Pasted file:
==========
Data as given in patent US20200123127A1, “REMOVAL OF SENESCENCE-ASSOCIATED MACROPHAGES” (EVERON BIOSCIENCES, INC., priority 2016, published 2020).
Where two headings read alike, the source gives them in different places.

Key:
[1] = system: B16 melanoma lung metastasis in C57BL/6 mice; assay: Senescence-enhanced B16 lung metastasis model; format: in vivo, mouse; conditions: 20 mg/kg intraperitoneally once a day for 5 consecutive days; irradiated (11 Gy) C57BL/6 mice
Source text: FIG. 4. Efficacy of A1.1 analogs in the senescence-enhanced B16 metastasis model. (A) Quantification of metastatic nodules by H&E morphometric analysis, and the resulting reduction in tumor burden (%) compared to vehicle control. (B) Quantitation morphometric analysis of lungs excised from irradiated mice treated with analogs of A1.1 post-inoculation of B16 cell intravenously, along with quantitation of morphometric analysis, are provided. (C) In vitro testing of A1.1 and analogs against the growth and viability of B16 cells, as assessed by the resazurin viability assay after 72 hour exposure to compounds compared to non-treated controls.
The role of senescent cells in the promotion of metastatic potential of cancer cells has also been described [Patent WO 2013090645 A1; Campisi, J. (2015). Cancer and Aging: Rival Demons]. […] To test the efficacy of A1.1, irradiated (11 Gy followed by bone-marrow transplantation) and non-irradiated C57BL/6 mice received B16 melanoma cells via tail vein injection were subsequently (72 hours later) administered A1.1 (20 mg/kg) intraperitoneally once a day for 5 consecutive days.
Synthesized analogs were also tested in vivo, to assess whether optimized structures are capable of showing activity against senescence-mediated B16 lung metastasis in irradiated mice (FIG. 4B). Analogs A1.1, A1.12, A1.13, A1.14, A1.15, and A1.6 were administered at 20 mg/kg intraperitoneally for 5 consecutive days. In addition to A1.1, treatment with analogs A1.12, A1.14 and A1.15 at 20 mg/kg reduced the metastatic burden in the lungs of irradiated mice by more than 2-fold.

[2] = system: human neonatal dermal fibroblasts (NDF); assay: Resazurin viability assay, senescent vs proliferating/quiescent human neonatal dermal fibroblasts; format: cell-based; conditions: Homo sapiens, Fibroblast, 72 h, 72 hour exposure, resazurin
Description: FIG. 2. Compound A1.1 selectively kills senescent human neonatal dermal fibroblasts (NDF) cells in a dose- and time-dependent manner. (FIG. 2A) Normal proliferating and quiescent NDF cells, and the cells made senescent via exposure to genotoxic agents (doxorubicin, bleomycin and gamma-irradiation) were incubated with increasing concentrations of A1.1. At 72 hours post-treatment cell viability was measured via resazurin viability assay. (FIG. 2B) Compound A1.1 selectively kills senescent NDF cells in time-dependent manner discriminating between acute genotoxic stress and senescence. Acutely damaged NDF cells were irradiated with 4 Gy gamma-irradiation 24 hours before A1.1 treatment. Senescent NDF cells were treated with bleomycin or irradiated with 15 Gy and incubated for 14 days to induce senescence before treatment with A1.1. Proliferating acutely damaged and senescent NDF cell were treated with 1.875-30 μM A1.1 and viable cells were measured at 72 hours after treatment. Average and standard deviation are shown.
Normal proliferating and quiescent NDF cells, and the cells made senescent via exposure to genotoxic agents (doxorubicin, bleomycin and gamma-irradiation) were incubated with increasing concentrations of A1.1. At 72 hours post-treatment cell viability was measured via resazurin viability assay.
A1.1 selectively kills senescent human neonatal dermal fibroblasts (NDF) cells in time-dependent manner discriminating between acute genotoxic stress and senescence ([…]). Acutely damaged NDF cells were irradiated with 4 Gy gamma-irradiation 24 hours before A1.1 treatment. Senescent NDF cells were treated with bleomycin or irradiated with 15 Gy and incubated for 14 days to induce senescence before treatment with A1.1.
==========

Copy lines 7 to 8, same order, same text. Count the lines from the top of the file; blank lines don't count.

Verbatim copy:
Synthesized analogs were also tested in vivo, to assess whether optimized structures are capable of showing activity against senescence-mediated B16 lung metastasis in irradiated mice (FIG. 4B). Analogs A1.1, A1.12, A1.13, A1.14, A1.15, and A1.6 were administered at 20 mg/kg intraperitoneally for 5 consecutive days. In addition to A1.1, treatment with analogs A1.12, A1.14 and A1.15 at 20 mg/kg reduced the metastatic burden in the lungs of irradiated mice by more than 2-fold.

[2] = system: human neonatal dermal fibroblasts (NDF); assay: Resazurin viability assay, senescent vs proliferating/quiescent human neonatal dermal fibroblasts; format: cell-based; conditions: Homo sapiens, Fibroblast, 72 h, 72 hour exposure, resazurin